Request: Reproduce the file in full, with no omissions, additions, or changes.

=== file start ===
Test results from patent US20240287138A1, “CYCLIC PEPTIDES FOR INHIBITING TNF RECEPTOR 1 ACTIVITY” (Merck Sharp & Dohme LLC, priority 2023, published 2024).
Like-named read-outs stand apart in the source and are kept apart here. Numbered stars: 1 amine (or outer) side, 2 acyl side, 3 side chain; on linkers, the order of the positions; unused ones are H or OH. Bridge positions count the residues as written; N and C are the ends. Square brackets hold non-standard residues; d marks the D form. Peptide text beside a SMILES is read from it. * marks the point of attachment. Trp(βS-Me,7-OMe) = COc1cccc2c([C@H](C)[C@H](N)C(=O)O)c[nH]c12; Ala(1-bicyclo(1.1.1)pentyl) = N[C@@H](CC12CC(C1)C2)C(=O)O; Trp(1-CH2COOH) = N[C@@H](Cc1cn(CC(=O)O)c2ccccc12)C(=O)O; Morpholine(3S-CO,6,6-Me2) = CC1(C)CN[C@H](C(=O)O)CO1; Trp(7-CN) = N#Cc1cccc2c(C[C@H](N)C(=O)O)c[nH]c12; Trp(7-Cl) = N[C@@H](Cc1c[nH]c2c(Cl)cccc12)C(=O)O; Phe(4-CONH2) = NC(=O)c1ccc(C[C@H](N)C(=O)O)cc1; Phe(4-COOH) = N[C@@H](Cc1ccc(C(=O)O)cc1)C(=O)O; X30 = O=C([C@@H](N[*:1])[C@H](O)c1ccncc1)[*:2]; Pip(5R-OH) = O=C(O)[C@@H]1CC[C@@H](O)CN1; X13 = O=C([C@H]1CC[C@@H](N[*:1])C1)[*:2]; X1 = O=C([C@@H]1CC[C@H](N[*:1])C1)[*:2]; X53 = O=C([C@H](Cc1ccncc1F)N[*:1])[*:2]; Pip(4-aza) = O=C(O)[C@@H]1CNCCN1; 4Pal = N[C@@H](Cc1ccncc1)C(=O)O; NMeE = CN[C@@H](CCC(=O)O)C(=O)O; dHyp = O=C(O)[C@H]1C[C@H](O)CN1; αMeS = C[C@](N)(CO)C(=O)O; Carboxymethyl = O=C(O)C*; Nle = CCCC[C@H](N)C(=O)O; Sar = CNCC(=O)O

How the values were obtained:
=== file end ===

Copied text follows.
Test results from patent US20240287138A1, “CYCLIC PEPTIDES FOR INHIBITING TNF RECEPTOR 1 ACTIVITY” (Merck Sharp & Dohme LLC, priority 2023, published 2024).
Like-named read-outs stand apart in the source and are kept apart here. Numbered stars: 1 amine (or outer) side, 2 acyl side, 3 side chain; on linkers, the order of the positions; unused ones are H or OH. Bridge positions count the residues as written; N and C are the ends. Square brackets hold non-standard residues; d marks the D form. Peptide text beside a SMILES is read from it. * marks the point of attachment. Trp(βS-Me,7-OMe) = COc1cccc2c([C@H](C)[C@H](N)C(=O)O)c[nH]c12; Ala(1-bicyclo(1.1.1)pentyl) = N[C@@H](CC12CC(C1)C2)C(=O)O; Trp(1-CH2COOH) = N[C@@H](Cc1cn(CC(=O)O)c2ccccc12)C(=O)O; Morpholine(3S-CO,6,6-Me2) = CC1(C)CN[C@H](C(=O)O)CO1; Trp(7-CN) = N#Cc1cccc2c(C[C@H](N)C(=O)O)c[nH]c12; Trp(7-Cl) = N[C@@H](Cc1c[nH]c2c(Cl)cccc12)C(=O)O; Phe(4-CONH2) = NC(=O)c1ccc(C[C@H](N)C(=O)O)cc1; Phe(4-COOH) = N[C@@H](Cc1ccc(C(=O)O)cc1)C(=O)O; X30 = O=C([C@@H](N[*:1])[C@H](O)c1ccncc1)[*:2]; Pip(5R-OH) = O=C(O)[C@@H]1CC[C@@H](O)CN1; X13 = O=C([C@H]1CC[C@@H](N[*:1])C1)[*:2]; X1 = O=C([C@@H]1CC[C@H](N[*:1])C1)[*:2]; X53 = O=C([C@H](Cc1ccncc1F)N[*:1])[*:2]; Pip(4-aza) = O=C(O)[C@@H]1CNCCN1; 4Pal = N[C@@H](Cc1ccncc1)C(=O)O; NMeE = CN[C@@H](CCC(=O)O)C(=O)O; dHyp = O=C(O)[C@H]1C[C@H](O)CN1; αMeS = C[C@](N)(CO)C(=O)O; Carboxymethyl = O=C(O)C*; Nle = CCCC[C@H](N)C(=O)O; Sar = CNCC(=O)O

How the values were obtained: